When it comes to cool cars, there are a million-and-one ways to build them. That’s probably pretty obvious. However, there are also a handful of surefire tried-and-true ways to build a show stopper. From its gloss black paint and its polished BBS RS wheels, to the fact that it’s a classic BMW laid flat on the ground, Oliver Grimme’s ’73 2002 Tii fits into the latter. And having come from a rusty, ratted-out example to the gorgeous car it is today, we’re all the more impressed.
Oliver and the 02 first crossed paths just a week before he turned 17. After a friend passed on purchasing it due to the level of work it clearly needed, Oliver jumped in, taking the car home as his first vehicle. Inspired by the ’02 his father drove in the 1970s, it was an easy and obvious choice to make, and as most will agree, it made for quite the first car.
Because the car was riddled with rust, it left Oliver no choice but to move quickly in an effort to make it roadworthy. Within 3 weeks of ownership, he was tearing the car down, all in an effort to restore it to its former glory. He does admit, however, that things had a bit of a snowball effect, with the build going far further than he ever anticipated.
It was more than a year before the car was drivable, although just. The payoff for the hard work was, at that point, rather unsatisfying; although the car was in running order, and without holes through the shell, it wasn’t much to look at. Oliver parked the car in the garage and bought an E46 M3, which offered a much-needed break and was quite the interim upgrade.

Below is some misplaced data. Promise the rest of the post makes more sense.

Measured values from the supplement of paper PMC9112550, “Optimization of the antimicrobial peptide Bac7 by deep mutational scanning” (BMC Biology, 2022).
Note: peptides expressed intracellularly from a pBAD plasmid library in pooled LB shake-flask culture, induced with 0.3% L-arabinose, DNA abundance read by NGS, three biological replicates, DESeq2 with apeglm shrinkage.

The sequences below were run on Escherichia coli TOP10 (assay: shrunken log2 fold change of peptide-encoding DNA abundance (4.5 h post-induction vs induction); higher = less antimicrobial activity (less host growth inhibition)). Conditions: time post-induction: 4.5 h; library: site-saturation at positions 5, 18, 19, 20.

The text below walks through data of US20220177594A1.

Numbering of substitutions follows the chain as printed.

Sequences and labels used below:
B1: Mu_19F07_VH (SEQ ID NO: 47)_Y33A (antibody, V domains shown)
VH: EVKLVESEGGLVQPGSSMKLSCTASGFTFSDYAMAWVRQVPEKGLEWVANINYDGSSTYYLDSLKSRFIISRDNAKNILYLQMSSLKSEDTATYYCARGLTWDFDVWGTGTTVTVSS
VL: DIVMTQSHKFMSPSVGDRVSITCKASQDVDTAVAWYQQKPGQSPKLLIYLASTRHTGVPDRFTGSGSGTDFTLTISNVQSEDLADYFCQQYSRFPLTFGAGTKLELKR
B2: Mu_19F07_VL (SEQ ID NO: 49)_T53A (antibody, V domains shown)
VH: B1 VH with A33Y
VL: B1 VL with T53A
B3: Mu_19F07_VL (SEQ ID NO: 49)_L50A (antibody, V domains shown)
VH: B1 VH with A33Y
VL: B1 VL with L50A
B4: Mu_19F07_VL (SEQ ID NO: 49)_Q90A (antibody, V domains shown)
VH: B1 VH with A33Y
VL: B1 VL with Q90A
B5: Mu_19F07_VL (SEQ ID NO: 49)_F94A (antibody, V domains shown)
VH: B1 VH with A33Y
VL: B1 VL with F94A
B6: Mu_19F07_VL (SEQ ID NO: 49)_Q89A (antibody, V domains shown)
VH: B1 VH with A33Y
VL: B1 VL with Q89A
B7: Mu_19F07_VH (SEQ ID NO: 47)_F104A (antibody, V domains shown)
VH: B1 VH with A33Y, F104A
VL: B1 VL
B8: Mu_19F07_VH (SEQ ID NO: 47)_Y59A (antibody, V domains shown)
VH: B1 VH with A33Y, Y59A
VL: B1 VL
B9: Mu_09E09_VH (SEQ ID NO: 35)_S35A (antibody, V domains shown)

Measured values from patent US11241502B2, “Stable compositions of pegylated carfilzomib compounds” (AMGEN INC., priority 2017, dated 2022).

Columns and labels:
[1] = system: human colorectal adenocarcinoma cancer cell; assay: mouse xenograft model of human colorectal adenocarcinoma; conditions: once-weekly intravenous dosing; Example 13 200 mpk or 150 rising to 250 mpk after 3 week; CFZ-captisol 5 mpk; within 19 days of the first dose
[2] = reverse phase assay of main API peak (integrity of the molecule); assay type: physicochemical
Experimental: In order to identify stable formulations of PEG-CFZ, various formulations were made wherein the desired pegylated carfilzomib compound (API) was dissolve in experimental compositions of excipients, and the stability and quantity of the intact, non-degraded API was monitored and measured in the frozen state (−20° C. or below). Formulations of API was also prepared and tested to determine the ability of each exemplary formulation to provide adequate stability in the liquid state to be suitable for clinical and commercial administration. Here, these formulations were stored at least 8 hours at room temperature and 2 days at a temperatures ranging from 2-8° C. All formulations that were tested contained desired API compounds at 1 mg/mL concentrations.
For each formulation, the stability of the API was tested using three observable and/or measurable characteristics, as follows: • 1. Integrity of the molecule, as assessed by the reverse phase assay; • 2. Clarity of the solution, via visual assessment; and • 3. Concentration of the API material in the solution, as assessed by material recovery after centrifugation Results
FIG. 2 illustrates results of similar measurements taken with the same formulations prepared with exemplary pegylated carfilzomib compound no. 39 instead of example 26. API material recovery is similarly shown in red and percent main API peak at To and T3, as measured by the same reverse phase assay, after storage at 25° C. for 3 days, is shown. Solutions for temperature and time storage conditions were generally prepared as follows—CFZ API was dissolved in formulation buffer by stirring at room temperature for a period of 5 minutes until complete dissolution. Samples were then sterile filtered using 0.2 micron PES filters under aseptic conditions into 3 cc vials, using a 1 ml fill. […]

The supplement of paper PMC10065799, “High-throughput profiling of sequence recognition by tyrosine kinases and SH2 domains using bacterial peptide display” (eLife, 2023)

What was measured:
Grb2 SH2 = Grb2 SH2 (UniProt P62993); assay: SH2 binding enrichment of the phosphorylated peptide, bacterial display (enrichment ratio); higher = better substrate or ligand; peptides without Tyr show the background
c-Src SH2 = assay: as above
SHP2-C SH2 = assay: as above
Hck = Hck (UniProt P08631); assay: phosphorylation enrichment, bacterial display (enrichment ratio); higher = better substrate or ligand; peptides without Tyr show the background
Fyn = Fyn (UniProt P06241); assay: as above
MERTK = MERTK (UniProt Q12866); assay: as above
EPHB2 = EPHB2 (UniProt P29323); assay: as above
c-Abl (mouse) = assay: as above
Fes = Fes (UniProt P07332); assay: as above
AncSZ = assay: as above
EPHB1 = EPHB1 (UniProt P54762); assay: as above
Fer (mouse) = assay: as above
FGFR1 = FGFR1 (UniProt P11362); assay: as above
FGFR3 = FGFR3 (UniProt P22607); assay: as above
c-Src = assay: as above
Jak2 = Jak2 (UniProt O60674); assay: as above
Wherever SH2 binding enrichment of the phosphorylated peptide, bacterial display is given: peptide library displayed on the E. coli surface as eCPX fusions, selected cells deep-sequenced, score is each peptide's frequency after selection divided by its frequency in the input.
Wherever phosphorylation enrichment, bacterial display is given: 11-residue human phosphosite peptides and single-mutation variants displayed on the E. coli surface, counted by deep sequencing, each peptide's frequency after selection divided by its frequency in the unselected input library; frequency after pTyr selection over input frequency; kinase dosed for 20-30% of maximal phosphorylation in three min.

It wasn’t until 2015, several years later, when Oliver decided to hop back in. Purchasing suspension and wheels for the car brought about an immediate transformation, and with that, the fire began to burn once more. His excitement was reignited, and the build began once again.
Air Lift Performance universal crafter struts have paired nicely with the 16″ BBS RSs and the wide turbo flares, making for a presence that’s tough to beat. The car hunkers down nicely over the perfectly-fitted wheels, leaving just millimeters between the aggressive air dam and the pavement. Inside the car, an old roll cage and a ratty Sparco seat were cut out, and Oliver sourced a beautiful black and brown interior, bringing the car back into the realm of comfort and usability.
The car’s former track roots still show under the hood. There lies a 2-liter M10 with dual 40mm side-draft webers, a hot cam, a ported head, and a high-flowing header. Grease, grit, and grunginess show that the car is still a driver’s car, not an all-out showpiece: a welcome backstory and insight into the car’s use today.
A step back from the black coupe reminds us exactly why we love the ’02s so much. With it’s enormous greenhouse, small body, and in this case, its low-slung stature, there’s something simply lovable about it. Oliver Grimme has done an excellent job taking established puzzle pieces, and making something that still manages to stand out from the crowd.